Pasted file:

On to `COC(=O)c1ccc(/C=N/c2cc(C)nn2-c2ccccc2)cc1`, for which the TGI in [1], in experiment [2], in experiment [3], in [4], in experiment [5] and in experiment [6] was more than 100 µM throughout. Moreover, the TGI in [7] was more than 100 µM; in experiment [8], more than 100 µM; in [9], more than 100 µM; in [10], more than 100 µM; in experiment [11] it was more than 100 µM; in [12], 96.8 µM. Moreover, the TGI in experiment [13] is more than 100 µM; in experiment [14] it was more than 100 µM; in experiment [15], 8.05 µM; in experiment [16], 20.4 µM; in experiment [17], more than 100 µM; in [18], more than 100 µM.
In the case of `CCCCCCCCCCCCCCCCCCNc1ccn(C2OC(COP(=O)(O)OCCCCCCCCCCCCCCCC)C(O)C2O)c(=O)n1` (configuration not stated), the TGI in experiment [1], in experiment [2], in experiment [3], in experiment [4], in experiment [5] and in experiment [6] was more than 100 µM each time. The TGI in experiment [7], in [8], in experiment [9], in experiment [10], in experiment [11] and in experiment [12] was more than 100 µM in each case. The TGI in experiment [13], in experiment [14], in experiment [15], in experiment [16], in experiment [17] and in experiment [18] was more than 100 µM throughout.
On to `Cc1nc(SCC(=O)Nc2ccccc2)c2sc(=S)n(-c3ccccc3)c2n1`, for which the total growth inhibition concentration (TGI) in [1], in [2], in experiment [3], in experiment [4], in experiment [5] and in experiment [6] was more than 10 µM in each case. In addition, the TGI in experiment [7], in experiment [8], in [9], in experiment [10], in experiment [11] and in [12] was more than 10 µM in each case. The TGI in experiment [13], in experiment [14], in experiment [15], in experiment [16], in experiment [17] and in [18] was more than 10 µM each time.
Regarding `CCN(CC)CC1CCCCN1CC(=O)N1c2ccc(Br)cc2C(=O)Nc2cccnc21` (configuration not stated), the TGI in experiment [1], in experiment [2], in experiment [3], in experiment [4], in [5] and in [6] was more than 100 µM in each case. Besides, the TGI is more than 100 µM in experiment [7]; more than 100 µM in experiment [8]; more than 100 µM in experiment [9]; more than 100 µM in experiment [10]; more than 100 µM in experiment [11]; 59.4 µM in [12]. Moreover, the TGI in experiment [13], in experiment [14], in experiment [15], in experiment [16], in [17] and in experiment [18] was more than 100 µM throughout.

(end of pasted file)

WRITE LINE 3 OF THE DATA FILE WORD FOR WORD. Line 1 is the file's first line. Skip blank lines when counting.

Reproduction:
On to `Cc1nc(SCC(=O)Nc2ccccc2)c2sc(=S)n(-c3ccccc3)c2n1`, for which the total growth inhibition concentration (TGI) in [1], in [2], in experiment [3], in experiment [4], in experiment [5] and in experiment [6] was more than 10 µM in each case. In addition, the TGI in experiment [7], in experiment [8], in [9], in experiment [10], in experiment [11] and in [12] was more than 10 µM in each case. The TGI in experiment [13], in experiment [14], in experiment [15], in experiment [16], in experiment [17] and in [18] was more than 10 µM each time.